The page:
3 of the World’s Historically Significant Doors

Throughout history, marvels and landmarks have been created and left a statement for future generations to admire. However, among the sculptures, castles, and other glorious attractions, the doorways to some of these places are often missed or underappreciated. These three of the world’s most historically significant doors are some that are worthy of extra attention.

1. Doors of the Padmabhaswamy Temple

The doors of this temple come with a layer of mysticism and legend. As a temple that was built to worship the god known as Mahu Vishnu, several treasures and idols were stored in vaults. The doors to vault B specifically are known for their intimidating design with no latch. This was to indicate that it was not meant to be opened, leaving many to believe there was a curse for those who wished to enter.

2. Holy Door of St. Peter’s Basilica

The holy door is only open during what the pope deems a holy year. During these years, followers walk through the doors as a means of forgiveness for their sins under certain conditions. This door is celebrated when it is both closed and opened. However, once the door is closed, it remains that way until the next holy year and is blocked off to ensure no one passes through it.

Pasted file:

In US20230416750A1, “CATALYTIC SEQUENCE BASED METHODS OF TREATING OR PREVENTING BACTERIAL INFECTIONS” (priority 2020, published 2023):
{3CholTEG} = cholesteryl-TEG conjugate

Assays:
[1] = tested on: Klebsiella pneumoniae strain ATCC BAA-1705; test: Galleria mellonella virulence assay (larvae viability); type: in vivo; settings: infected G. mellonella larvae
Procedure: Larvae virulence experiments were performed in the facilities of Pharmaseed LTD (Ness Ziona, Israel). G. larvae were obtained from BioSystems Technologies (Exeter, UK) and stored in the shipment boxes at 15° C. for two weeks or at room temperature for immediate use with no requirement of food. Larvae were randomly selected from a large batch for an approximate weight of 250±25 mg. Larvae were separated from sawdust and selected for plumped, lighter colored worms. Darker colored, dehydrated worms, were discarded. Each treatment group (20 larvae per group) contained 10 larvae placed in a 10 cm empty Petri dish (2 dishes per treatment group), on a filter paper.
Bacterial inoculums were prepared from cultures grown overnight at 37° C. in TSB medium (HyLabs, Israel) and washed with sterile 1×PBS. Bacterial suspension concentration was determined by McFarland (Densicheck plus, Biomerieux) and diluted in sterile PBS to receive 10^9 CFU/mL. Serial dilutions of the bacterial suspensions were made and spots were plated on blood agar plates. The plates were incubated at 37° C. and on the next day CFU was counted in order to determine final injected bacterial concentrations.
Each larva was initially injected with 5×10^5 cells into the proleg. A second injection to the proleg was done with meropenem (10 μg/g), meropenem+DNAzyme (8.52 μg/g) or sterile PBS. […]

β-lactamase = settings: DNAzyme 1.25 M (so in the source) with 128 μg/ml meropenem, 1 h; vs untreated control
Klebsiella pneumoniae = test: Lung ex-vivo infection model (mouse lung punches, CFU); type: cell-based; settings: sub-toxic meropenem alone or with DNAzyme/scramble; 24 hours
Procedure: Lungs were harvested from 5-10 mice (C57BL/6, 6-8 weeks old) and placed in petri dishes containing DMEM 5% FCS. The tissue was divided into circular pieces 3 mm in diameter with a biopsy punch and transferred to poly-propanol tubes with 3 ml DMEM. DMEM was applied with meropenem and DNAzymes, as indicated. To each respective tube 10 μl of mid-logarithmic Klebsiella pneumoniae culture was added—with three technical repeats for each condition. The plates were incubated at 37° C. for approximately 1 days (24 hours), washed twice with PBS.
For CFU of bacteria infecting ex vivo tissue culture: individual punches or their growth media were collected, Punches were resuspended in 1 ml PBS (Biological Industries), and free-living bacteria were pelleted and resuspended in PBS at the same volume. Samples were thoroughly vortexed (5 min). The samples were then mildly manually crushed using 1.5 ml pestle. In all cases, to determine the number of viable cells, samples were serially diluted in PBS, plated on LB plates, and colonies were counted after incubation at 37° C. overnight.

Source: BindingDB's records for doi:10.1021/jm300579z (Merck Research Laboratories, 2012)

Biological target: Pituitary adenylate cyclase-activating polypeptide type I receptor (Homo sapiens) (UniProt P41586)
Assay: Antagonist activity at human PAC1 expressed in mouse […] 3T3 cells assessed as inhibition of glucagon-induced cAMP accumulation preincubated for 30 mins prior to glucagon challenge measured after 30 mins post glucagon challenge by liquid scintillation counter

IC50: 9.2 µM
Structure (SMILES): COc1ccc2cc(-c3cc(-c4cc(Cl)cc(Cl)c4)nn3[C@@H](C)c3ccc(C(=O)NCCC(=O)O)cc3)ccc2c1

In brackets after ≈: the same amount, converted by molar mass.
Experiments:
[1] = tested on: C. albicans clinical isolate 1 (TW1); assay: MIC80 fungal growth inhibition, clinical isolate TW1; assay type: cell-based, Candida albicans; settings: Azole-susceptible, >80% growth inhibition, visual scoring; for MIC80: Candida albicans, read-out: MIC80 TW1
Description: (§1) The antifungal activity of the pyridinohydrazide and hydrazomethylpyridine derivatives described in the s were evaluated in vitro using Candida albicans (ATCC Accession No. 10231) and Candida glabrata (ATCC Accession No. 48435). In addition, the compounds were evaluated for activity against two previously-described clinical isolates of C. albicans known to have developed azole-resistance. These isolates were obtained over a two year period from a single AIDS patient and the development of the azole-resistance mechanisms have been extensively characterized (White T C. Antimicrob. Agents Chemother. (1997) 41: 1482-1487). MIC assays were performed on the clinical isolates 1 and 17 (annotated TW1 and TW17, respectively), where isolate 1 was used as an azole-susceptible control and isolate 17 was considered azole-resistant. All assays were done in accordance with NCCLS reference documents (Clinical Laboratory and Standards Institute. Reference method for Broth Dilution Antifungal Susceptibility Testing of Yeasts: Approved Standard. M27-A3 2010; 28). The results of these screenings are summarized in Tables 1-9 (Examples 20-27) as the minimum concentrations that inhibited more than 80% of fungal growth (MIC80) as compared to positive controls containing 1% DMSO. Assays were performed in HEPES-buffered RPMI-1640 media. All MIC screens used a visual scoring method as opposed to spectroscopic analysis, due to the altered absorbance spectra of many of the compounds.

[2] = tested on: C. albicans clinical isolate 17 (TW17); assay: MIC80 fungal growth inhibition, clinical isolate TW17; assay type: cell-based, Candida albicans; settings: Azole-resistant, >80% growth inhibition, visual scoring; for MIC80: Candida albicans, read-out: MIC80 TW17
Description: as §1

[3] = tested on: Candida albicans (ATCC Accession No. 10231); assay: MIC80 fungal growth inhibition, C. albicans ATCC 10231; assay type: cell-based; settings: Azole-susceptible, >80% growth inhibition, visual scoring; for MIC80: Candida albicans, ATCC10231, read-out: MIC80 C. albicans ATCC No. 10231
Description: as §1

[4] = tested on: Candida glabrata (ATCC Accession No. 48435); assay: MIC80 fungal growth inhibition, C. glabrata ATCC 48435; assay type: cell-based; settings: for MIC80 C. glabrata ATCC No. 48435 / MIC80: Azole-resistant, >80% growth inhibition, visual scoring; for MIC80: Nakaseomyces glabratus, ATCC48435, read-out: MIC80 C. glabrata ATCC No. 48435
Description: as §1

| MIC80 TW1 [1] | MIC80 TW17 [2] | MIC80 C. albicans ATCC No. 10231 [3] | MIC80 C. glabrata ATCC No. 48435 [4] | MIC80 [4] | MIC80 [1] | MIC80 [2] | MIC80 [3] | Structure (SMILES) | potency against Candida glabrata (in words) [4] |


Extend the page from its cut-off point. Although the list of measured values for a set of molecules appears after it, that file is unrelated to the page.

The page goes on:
3. Portal of the Last Judgement

The cathedral known as Notre Dame in France is a beautiful and well-known marvel with several aspects of era-defining design. The story of the last judgement is carved on this door for all to see. As one of three portals, this door is still admired in modern times and notes the significance it carries around the world.

These are three of the world’s most historically significant doors to consider for those looking for somewhere amazing to visit. While many of these doors are made of stone or metal, several others are made of various other materials. The variety is seemingly endless, from rustic wood exterior doors to the oak planks used for Chepstow castle. While the entire structures that these doors are made of are more than worthy of recognition, looking at the smaller aspects of the whole is still amazing.